About Dana Lyons:
Dana Lyons is the singer/songwriter best known for his dynamic performances and outrageous hit songs "Cows With Guns," "RV" and "Ride The Lawn." A global radio and web hit, "Cows With Guns" was #1 for the year on Dr. Demento, #2 on the Australian Country charts, #1 in Seattle and spent six months on the Irish Top 40.
Bringing together a mix of comedy, ballads and love songs, Dana's sharp wit and beautiful voice have him performing at concert halls, festivals, conventions, fundraisers and universities across the US and around the world. Dana's music style includes a bit of everything; his biggest radio hit, "Cows With Guns," receives crossover radio play on country, rock, alternative, community, college and oldies radio stations worldwide. He has seven releases to date.
Dana has toured in 46 of the 50 American states, around the East Coast of Australia and across Ireland, England, New Zealand, Kazahkstan and Siberia. His policy of "I'll play anywhere once" has landed Dana gigs on a tropical island in the Great Barrier reef of Australia, the Harley Davidson Festival in Sturgis, South Dakota, an Irish Pub in Beijing and the Hanford Nuclear Waste Dump in his home state of Washington.
Two of Dana's songs have been made into award-winning illustrated books: Cows With Guns, published by Penguin (winner of the Bullitzer Prize), and The Tree, published by Illumination Arts. The Tree was endorsed by Dr. Jane Goodall, has forwards by Pete Seeger and Julia Butterfly Hill and has won numerous awards.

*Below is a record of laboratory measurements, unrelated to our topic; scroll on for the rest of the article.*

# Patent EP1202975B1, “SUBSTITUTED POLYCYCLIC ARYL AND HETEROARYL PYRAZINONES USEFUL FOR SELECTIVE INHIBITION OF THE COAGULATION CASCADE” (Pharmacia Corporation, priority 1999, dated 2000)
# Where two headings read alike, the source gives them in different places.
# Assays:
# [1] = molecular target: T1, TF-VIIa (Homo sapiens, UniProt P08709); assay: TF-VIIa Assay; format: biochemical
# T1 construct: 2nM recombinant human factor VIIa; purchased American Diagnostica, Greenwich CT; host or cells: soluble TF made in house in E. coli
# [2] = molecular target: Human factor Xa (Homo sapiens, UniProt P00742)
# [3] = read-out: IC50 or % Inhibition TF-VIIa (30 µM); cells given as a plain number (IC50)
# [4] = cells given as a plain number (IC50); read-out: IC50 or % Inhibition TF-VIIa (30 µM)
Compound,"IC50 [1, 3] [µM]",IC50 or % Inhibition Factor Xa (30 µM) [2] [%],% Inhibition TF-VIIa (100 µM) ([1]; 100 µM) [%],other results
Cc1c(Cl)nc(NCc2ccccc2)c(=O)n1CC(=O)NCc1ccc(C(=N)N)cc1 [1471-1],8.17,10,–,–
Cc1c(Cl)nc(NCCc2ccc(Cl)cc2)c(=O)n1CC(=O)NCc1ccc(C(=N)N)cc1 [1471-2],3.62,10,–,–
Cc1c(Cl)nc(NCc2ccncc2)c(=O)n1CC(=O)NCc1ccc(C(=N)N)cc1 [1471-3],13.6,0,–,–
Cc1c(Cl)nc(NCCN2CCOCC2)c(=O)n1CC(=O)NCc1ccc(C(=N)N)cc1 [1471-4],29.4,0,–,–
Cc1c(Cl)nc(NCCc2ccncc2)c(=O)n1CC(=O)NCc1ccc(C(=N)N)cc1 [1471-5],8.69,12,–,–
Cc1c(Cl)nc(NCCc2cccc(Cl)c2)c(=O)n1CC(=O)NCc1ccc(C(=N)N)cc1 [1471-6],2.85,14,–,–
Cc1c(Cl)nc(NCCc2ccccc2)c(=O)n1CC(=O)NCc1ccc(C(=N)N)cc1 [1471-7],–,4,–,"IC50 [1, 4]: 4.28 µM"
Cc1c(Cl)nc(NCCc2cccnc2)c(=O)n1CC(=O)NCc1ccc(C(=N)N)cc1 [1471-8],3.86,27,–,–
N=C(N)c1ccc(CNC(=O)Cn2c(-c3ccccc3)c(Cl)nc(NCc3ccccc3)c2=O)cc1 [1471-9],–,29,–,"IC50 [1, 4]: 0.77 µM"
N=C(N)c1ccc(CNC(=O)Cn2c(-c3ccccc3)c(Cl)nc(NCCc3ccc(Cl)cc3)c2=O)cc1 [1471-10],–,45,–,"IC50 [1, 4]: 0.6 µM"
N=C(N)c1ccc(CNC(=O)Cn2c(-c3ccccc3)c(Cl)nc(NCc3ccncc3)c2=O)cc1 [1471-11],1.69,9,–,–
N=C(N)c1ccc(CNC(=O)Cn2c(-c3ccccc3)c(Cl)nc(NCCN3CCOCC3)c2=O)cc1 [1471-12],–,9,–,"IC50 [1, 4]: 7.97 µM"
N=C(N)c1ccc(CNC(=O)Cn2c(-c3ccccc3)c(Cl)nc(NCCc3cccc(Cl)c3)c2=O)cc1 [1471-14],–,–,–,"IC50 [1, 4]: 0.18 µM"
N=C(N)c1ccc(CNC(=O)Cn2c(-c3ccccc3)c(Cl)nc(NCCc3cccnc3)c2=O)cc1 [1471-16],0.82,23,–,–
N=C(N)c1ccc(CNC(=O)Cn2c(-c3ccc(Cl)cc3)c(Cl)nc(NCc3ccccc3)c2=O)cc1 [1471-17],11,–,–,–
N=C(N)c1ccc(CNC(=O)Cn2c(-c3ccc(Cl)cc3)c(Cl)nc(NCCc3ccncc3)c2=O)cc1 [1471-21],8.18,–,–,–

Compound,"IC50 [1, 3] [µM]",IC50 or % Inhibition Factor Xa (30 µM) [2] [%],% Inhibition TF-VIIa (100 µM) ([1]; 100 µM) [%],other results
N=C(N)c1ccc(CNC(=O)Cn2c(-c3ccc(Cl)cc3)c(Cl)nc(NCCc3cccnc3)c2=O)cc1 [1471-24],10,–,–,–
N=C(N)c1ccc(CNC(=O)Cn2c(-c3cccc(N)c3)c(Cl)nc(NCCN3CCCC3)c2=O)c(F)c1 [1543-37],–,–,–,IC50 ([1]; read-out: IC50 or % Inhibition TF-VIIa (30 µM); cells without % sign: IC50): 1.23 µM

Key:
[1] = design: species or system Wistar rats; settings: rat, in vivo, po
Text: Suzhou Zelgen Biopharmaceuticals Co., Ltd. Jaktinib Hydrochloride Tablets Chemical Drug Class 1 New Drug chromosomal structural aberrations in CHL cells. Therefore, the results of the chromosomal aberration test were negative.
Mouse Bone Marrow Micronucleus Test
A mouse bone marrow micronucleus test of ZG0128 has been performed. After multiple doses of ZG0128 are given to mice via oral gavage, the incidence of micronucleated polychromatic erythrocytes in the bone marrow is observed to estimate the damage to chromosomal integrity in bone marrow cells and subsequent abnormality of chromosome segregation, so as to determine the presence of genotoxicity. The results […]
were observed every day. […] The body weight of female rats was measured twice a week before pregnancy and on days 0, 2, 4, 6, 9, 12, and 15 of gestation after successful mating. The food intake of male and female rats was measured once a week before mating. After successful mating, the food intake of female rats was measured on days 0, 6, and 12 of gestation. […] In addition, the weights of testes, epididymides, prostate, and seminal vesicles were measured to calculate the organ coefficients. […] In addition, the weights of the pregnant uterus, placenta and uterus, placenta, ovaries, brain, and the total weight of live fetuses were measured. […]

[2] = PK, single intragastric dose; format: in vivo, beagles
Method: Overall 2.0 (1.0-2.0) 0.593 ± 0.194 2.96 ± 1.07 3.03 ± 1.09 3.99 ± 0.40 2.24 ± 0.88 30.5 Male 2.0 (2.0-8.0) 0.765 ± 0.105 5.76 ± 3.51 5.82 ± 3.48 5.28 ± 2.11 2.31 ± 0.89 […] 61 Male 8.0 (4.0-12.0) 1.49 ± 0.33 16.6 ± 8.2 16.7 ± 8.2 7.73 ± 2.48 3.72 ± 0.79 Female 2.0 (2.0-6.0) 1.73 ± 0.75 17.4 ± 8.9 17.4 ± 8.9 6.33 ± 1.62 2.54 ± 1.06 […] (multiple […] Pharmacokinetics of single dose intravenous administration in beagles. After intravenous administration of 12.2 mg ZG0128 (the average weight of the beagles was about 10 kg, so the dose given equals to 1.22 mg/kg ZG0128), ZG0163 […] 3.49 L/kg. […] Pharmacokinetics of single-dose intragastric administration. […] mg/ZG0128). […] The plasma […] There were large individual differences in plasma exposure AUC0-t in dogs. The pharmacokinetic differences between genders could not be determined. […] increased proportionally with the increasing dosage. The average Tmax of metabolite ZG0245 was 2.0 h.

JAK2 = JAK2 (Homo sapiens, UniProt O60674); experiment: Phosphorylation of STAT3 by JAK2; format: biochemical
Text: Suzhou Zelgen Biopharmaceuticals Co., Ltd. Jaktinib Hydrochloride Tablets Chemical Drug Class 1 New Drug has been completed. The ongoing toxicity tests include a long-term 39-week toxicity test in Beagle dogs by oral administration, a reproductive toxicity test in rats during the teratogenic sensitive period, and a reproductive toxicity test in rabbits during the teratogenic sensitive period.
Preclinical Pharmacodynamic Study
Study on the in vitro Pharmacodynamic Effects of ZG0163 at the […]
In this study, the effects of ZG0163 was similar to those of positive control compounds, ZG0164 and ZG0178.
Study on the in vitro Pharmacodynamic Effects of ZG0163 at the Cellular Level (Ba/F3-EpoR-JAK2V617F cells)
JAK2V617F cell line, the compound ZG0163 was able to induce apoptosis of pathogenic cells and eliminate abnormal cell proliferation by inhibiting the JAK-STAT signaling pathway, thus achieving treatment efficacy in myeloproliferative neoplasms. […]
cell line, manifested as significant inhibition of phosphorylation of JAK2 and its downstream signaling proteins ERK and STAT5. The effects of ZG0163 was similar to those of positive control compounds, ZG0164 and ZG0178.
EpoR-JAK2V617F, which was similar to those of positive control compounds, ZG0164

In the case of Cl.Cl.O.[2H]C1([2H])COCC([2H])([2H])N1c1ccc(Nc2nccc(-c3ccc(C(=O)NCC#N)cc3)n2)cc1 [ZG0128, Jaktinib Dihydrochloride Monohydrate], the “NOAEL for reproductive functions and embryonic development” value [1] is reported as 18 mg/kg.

Dana's comedy stretches back to 1986 when thirteen co-sponsors from the Washington State Legislature introduced a bill to make his song "Our State is a Dumpsite" the official Washington State Song. Sadly, the bill was struck down in the rules committee, but later the Legislature placed "Our State is a Dumpsite" in Washington State's official centennial songbook, Washington's Songs and Lore, recognizing it as one of the 75 most important songs in Washington State history.
"Dumpsite" also appeared in the soundtrack to Robert Redford's movie documentary The WIPP Trail. His songs have also appeared in other movie and television documentaries, including "Drop of Water" in the Canadian film documentary No Surrender and "June is a Comin'" in the TV documentary Fishing Families.
Dana's songs have been re-recorded by many artists, but perhaps his highest honor as a songwriter came when Pete Seeger called him to get the music for Dana's song "I am an Animal." Dana has shared the stage with many notable performers including Stephen Stills, River Phoenix, Nickel Creek, Country Joe McDonald, Utah Phillips & John Trudell.
Dana was born in Kingston, New York. He graduated from Swarthmore College, Pennsylvania. He lives in a nice garage in Bellingham, Washington, with his cat Oliver. His astrological sign is Taurus.